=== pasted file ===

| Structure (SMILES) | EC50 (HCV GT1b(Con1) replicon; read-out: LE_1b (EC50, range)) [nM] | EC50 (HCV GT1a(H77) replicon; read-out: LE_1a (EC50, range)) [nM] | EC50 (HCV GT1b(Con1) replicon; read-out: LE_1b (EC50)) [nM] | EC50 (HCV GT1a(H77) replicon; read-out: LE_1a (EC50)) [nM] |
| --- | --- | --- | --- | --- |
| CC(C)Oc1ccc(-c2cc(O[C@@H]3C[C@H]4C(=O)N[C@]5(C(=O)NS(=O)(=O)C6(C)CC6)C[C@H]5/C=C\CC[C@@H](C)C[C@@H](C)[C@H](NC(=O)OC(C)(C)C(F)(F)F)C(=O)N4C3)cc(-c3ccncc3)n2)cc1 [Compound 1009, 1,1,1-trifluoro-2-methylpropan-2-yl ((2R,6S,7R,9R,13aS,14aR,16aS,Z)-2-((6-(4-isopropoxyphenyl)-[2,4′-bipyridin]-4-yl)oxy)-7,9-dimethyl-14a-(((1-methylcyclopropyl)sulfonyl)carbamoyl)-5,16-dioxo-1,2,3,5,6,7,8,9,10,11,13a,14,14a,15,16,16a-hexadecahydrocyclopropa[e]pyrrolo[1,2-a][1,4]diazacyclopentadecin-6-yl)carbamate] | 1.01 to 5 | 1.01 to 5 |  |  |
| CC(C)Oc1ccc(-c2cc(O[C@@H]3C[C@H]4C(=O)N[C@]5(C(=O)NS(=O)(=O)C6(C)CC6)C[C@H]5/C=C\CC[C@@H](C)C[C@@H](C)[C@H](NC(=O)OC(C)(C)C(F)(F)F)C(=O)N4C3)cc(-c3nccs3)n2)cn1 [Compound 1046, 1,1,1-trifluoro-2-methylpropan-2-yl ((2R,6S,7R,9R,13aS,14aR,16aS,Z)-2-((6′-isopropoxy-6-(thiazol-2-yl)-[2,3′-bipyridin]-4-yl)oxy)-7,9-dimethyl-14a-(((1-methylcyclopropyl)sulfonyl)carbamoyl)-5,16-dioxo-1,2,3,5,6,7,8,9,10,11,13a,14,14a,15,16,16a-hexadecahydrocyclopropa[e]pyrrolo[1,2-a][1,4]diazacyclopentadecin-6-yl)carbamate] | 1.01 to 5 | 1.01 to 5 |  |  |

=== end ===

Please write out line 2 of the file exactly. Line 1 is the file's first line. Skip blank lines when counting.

| --- | --- | --- | --- | --- |